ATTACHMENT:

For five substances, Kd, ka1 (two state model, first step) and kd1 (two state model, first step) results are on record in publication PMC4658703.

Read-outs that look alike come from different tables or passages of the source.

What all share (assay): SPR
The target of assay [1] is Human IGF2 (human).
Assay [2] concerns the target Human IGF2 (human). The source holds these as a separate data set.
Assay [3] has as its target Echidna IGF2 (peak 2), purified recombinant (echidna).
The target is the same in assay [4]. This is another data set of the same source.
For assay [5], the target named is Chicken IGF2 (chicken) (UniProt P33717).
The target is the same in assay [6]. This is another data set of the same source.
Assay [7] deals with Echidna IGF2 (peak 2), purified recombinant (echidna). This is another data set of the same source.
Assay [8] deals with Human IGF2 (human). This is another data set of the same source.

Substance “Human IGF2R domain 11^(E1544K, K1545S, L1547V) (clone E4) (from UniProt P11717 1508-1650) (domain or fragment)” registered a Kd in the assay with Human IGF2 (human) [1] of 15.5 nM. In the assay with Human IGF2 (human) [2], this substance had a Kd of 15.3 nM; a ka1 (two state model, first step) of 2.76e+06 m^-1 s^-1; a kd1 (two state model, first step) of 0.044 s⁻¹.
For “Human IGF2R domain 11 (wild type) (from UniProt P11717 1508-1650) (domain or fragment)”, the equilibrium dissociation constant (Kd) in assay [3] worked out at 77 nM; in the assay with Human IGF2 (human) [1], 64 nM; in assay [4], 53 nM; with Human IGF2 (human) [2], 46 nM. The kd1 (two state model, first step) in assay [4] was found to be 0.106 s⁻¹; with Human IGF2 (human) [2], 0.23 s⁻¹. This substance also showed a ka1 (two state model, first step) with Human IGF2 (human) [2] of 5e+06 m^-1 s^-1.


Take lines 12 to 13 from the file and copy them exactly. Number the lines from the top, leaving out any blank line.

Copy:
Substance “Human IGF2R domain 11^(E1544K, K1545S, L1547V) (clone E4) (from UniProt P11717 1508-1650) (domain or fragment)” registered a Kd in the assay with Human IGF2 (human) [1] of 15.5 nM. In the assay with Human IGF2 (human) [2], this substance had a Kd of 15.3 nM; a ka1 (two state model, first step) of 2.76e+06 m^-1 s^-1; a kd1 (two state model, first step) of 0.044 s⁻¹.
For “Human IGF2R domain 11 (wild type) (from UniProt P11717 1508-1650) (domain or fragment)”, the equilibrium dissociation constant (Kd) in assay [3] worked out at 77 nM; in the assay with Human IGF2 (human) [1], 64 nM; in assay [4], 53 nM; with Human IGF2 (human) [2], 46 nM. The kd1 (two state model, first step) in assay [4] was found to be 0.106 s⁻¹; with Human IGF2 (human) [2], 0.23 s⁻¹. This substance also showed a ka1 (two state model, first step) with Human IGF2 (human) [2] of 5e+06 m^-1 s^-1.